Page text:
Lois Walker Abstract Mixed Media Paintings, 2004
Lois Walker (American, born 1929)
Lighting the Darkness and Blond Model, Green, 2004
Mixed media paintings including oil and acrylic on paper
Signed to the verso
Titled to the verso
From the artist’s estate.
American artist, writer, and educator, Lois Walker, was born in 1929 in Illinois. Having an early affinity for education, she continued her schooling in Kansas where she obtained degrees in Humanities and Elementary Education in the 1950s. In order to complete her teaching certification, Walker relocated to New York City to attend Columbia University. Not long after, she was hired as a teacher in Long Island. Alongside her teaching, Walker’s first creative medium was poetry. By the 1970s she had expanded her practice to found-object sculptures, and then to painting under the tutelage of artists Stan Brodsky and Paul Wood. In the late 1980s, Walker chose to retire from teaching to become a full-time artist and writer. Though educators truly never stop teaching, Walker held positions on the New York Council for the Arts and the Long Island Poetry Collective. Much like her educational work, Walker’s art swiftly gained recognition across Long Island, and brought her the attention of the Sylvia White Contemporary Artist’s gallery which operated in New York and California. As a member of the second-generation Abstract Expressionists, Walker’s art was exhibited across the United States and internationally in Spain and Denmark.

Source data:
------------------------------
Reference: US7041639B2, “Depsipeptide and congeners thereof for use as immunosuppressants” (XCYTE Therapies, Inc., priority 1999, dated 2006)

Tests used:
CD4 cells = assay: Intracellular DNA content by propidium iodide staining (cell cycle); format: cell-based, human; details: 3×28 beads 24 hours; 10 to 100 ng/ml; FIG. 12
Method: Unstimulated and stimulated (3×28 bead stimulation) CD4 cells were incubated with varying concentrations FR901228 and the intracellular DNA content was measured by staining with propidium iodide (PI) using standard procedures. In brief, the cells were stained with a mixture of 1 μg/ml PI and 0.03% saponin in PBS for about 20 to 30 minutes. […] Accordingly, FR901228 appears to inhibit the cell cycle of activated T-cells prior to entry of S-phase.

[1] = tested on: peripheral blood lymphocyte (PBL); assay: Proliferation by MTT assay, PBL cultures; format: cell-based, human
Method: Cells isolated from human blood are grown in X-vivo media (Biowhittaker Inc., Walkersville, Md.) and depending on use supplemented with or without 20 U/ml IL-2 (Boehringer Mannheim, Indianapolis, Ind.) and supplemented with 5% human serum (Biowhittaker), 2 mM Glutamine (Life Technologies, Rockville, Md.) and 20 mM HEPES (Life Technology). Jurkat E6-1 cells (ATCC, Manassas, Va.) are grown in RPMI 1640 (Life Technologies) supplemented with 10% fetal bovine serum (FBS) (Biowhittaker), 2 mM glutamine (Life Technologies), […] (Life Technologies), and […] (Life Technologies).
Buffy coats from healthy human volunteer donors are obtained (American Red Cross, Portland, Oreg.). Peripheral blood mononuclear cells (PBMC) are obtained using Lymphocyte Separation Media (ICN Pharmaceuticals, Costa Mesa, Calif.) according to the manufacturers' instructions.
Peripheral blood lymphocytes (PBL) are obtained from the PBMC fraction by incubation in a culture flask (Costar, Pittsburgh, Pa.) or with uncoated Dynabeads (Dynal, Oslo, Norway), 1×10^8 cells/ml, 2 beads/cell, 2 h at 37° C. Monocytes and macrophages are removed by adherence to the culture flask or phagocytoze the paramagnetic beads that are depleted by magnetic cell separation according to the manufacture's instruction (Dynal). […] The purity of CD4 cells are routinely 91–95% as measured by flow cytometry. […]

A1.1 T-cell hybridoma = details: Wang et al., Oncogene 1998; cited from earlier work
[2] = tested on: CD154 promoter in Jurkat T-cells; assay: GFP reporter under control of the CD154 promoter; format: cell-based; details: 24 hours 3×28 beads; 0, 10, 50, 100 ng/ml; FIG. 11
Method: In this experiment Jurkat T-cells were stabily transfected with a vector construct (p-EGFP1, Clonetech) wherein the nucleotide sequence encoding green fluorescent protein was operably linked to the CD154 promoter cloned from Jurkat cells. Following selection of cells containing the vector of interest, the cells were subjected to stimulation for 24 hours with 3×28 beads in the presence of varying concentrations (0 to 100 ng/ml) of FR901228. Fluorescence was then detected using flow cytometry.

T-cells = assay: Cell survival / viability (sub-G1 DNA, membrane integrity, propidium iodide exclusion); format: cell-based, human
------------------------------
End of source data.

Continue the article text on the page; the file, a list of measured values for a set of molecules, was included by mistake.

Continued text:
Lois Walker has won numerous awards including the Best in a Group show in Lewistown, Idaho, and an Award of Excellence from the Firehouse Gallery. Her work was exhibited in a 2018 retrospective by the Art League of Long Island, and featured in the 2019 Stan Brodsky & Friends landmark show for her mentor. That same year she was presented with the Albert Nelson Marquis Lifetime Achievement Award. Having left her mark in education and the arts, Lois Walker retired from creating in 2015, and now maintains a quiet life in New York City.
- edgewear; creases; warping to paper; pinholes.
- larger measures.